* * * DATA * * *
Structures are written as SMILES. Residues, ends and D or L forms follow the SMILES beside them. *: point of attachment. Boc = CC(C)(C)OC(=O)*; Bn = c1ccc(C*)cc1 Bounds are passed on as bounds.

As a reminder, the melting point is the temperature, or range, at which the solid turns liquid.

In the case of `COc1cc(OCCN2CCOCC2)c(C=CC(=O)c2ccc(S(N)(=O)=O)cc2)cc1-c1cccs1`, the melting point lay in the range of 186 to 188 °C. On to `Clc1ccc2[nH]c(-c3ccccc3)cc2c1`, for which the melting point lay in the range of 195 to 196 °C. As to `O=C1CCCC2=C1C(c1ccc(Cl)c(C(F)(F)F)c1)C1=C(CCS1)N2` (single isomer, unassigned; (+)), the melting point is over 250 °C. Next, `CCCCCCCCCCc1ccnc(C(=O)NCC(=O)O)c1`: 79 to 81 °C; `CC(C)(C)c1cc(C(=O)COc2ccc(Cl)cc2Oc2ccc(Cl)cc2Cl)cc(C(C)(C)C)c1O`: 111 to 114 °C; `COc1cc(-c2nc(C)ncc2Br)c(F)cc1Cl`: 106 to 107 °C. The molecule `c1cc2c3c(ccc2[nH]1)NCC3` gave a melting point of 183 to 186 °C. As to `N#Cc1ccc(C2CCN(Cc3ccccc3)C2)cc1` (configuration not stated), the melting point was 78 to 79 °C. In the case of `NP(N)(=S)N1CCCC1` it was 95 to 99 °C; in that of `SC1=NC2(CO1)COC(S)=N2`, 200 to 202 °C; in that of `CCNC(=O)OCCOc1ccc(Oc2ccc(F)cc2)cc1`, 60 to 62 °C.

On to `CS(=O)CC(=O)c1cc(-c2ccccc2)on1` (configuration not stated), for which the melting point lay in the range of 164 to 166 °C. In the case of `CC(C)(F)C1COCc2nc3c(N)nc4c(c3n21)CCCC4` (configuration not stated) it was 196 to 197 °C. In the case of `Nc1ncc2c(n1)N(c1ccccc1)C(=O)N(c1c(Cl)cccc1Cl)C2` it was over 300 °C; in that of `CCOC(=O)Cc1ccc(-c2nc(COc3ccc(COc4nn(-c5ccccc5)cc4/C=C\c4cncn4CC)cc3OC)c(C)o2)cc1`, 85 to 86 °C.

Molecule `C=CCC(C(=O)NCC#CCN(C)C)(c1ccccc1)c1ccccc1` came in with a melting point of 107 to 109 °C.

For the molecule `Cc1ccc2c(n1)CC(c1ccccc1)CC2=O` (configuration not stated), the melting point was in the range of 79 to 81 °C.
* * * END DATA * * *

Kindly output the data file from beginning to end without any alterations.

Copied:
Structures are written as SMILES. Residues, ends and D or L forms follow the SMILES beside them. *: point of attachment. Boc = CC(C)(C)OC(=O)*; Bn = c1ccc(C*)cc1 Bounds are passed on as bounds.

As a reminder, the melting point is the temperature, or range, at which the solid turns liquid.

In the case of `COc1cc(OCCN2CCOCC2)c(C=CC(=O)c2ccc(S(N)(=O)=O)cc2)cc1-c1cccs1`, the melting point lay in the range of 186 to 188 °C. On to `Clc1ccc2[nH]c(-c3ccccc3)cc2c1`, for which the melting point lay in the range of 195 to 196 °C. As to `O=C1CCCC2=C1C(c1ccc(Cl)c(C(F)(F)F)c1)C1=C(CCS1)N2` (single isomer, unassigned; (+)), the melting point is over 250 °C. Next, `CCCCCCCCCCc1ccnc(C(=O)NCC(=O)O)c1`: 79 to 81 °C; `CC(C)(C)c1cc(C(=O)COc2ccc(Cl)cc2Oc2ccc(Cl)cc2Cl)cc(C(C)(C)C)c1O`: 111 to 114 °C; `COc1cc(-c2nc(C)ncc2Br)c(F)cc1Cl`: 106 to 107 °C. The molecule `c1cc2c3c(ccc2[nH]1)NCC3` gave a melting point of 183 to 186 °C. As to `N#Cc1ccc(C2CCN(Cc3ccccc3)C2)cc1` (configuration not stated), the melting point was 78 to 79 °C. In the case of `NP(N)(=S)N1CCCC1` it was 95 to 99 °C; in that of `SC1=NC2(CO1)COC(S)=N2`, 200 to 202 °C; in that of `CCNC(=O)OCCOc1ccc(Oc2ccc(F)cc2)cc1`, 60 to 62 °C.

On to `CS(=O)CC(=O)c1cc(-c2ccccc2)on1` (configuration not stated), for which the melting point lay in the range of 164 to 166 °C. In the case of `CC(C)(F)C1COCc2nc3c(N)nc4c(c3n21)CCCC4` (configuration not stated) it was 196 to 197 °C. In the case of `Nc1ncc2c(n1)N(c1ccccc1)C(=O)N(c1c(Cl)cccc1Cl)C2` it was over 300 °C; in that of `CCOC(=O)Cc1ccc(-c2nc(COc3ccc(COc4nn(-c5ccccc5)cc4/C=C\c4cncn4CC)cc3OC)c(C)o2)cc1`, 85 to 86 °C.

Molecule `C=CCC(C(=O)NCC#CCN(C)C)(c1ccccc1)c1ccccc1` came in with a melting point of 107 to 109 °C.

For the molecule `Cc1ccc2c(n1)CC(c1ccccc1)CC2=O` (configuration not stated), the melting point was in the range of 79 to 81 °C.